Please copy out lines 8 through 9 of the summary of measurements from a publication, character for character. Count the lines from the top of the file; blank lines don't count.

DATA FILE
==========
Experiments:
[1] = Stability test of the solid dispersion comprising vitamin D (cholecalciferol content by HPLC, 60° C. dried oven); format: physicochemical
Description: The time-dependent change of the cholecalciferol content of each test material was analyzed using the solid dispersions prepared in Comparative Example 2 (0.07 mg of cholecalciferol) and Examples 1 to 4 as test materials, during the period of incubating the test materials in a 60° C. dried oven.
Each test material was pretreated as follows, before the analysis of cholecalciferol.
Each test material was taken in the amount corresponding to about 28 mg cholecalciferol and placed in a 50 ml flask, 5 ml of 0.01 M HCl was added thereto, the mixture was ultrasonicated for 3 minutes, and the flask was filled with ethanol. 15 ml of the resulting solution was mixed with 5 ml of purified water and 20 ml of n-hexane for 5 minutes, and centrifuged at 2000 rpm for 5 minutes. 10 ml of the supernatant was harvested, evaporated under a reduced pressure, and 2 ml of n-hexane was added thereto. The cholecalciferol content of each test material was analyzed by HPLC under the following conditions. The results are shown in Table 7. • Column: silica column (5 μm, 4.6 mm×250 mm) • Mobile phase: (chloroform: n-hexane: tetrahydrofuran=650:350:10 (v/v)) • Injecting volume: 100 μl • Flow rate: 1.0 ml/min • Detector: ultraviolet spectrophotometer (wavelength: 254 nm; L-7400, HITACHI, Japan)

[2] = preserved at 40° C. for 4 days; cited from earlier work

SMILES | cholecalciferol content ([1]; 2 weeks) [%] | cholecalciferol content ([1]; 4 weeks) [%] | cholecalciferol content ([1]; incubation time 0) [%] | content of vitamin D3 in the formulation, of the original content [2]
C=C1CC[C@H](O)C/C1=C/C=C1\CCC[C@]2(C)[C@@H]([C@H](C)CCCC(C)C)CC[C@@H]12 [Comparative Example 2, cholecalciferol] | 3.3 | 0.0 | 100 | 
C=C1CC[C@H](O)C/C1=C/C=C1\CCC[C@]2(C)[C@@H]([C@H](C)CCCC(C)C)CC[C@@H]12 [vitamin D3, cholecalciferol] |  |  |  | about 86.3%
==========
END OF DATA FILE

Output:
C=C1CC[C@H](O)C/C1=C/C=C1\CCC[C@]2(C)[C@@H]([C@H](C)CCCC(C)C)CC[C@@H]12 [Comparative Example 2, cholecalciferol] | 3.3 | 0.0 | 100 | 
C=C1CC[C@H](O)C/C1=C/C=C1\CCC[C@]2(C)[C@@H]([C@H](C)CCCC(C)C)CC[C@@H]12 [vitamin D3, cholecalciferol] |  |  |  | about 86.3%